Brian's Photo Blog — Article 429
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Splashes of Color in a Gray World
Wednesday 20 May 2015   —   Category: Processing

Sometimes I take a photograph which has nice composition, but because of various environmental conditions the color or contrast does not turn out well. No matter how I try to process the pic­ture in Adobe Lightroom, I just can’t achieve a satisfactory result in color.

In order to salvage the worthwhile com­po­si­tion, I resort to monochrome proc­ess­ing. Quite often this works wonders, although sometimes I simply have to admit defeat and toss the photo on the virtual reject pile.

Besides its usefulness in photo proc­ess­ing, I simply love black and white pho­tog­ra­phy! There is a certain beauty and majesty to a good monochrome image which the inclusion of color tends to ruin. On the other hand, sometimes it is a pity to remove all of the color from a particular picture.

This need has given rise to selective color, which is also sometimes called “color splash.” After years of knowing about it, but rarely indulging in it, for some unknown reason I have been strangely drawn to using color splash when processing my photos this year.

It has all happened by accident rather than intentionally. A number of my pho­to outings to Portland this year have taken place on gray, dull days, which resulted in many pictures having too little contrast and very poor colors. Such images are ideal candidates for a black and white treatment.

However, it is possible to take things too far. Even though most of a photo may look great in various shades of gray, there can be a certain part (or parts) of the image in which it would be a pity to lose the color. How can a fire-engine-red fire engine look like a true fire engine without being red?

When I’m out taking pictures, I gen­er­al­ly do not have making color splash im­ag­es in mind — I’m just trying to get the best shots I can under the current con­di­tions. It is only when I am back home and examining the results that the pos­si­bil­i­ties begin to unfold. I am finding that it is quite satisfying to create an in­ter­est­ing photo from an image that is lacking that special something.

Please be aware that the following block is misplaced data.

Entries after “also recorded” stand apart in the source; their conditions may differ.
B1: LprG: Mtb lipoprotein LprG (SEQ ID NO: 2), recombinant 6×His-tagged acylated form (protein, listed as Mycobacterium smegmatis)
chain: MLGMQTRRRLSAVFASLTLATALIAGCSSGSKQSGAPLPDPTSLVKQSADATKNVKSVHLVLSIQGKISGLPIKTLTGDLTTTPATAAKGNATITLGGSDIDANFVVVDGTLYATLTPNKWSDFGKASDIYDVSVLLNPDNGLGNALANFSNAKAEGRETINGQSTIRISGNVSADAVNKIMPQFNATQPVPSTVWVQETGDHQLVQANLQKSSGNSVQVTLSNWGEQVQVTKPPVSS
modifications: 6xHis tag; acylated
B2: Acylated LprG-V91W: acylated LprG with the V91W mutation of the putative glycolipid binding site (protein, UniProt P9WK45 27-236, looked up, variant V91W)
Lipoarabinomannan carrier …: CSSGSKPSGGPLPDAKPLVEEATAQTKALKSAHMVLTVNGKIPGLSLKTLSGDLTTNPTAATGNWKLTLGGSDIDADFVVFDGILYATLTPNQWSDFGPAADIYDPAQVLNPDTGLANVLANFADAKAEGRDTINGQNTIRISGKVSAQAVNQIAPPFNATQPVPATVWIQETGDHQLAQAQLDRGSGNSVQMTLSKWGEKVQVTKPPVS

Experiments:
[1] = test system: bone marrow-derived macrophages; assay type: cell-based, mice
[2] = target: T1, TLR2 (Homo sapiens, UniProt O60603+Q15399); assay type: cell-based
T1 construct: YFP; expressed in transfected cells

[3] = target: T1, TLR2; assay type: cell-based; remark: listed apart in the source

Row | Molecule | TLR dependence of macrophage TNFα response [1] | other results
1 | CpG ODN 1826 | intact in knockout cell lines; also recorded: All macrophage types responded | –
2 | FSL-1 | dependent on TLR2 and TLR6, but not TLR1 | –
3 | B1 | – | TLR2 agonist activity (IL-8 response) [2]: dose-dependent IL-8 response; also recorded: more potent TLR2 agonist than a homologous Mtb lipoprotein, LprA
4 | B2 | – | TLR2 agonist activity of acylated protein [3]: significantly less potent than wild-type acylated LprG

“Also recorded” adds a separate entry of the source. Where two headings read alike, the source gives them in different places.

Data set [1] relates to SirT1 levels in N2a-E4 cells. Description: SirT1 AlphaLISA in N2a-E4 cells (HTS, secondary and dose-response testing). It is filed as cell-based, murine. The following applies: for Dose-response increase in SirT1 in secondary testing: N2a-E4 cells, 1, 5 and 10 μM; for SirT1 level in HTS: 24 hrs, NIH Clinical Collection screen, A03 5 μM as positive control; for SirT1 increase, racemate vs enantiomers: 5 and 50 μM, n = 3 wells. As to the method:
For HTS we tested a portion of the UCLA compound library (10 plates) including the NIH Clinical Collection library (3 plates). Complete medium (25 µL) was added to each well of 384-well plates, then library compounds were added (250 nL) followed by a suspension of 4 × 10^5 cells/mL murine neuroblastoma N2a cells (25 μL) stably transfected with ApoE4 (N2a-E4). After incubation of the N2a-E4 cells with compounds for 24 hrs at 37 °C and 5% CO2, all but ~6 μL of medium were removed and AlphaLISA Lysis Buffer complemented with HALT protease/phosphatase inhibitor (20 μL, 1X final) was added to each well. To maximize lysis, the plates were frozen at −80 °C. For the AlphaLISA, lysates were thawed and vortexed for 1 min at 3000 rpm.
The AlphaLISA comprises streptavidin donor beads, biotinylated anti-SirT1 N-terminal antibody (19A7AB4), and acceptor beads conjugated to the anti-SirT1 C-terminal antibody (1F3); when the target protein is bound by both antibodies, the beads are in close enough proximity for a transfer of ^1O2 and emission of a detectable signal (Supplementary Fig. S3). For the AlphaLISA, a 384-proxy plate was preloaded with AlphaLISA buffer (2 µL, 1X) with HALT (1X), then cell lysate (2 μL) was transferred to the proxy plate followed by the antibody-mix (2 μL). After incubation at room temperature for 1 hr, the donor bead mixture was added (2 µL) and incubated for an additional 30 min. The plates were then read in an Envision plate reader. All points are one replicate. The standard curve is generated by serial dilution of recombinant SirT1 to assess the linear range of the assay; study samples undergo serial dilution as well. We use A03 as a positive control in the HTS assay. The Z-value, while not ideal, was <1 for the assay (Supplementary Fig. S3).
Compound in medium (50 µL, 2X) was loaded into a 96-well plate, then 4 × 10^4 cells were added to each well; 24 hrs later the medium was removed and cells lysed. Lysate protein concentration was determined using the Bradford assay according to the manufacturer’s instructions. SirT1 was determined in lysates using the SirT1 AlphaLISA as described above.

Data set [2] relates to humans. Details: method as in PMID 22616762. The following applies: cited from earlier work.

In many cases, selective color helps fo­cus the viewer’s attention on a specific portion of the photo — like an eagerly-anticipated outhouse on a long walk. Or on the rust eating away at a bridge — I will for sure remember that image the next time I drive across Ross Island Bridge!

On rare occasions, selective color can happen all by itself. Because of the spe­cif­ic lighting conditions at the time, this picture of a fountain at the Japanese Garden in Portland looks just like a color splash image, even though it basically came out of the camera that way, and was not specifically created during post-processing.

There is a related type of image which is not exactly selective color, but it is close enough that I am grouping them into my color splash category. This photo of a koi in a pond at the Japanese Garden is a good example. It is not a black and white image, although it almost looks like one, because the reflections of the silhouette of the tree and the subdued blue of the overcast sky give it a monochrome am­bi­ence. The orange of the fish then gives the picture a color splash feel.

The handful of other such photos which I have taken this year (all at the Japanese Garden) have been combined with all of this year’s color splash images (only three taken somewhere outside Port­land), and are now presented together in the new Colour Splash 2015 album.

I am having so much fun with this tech­nique that I’m sure I’ll be adding more splashes of color to a gray world during the rest of this year, so be sure to come back in a while to see what’s new.
Brian's Photo Blog — Article 429
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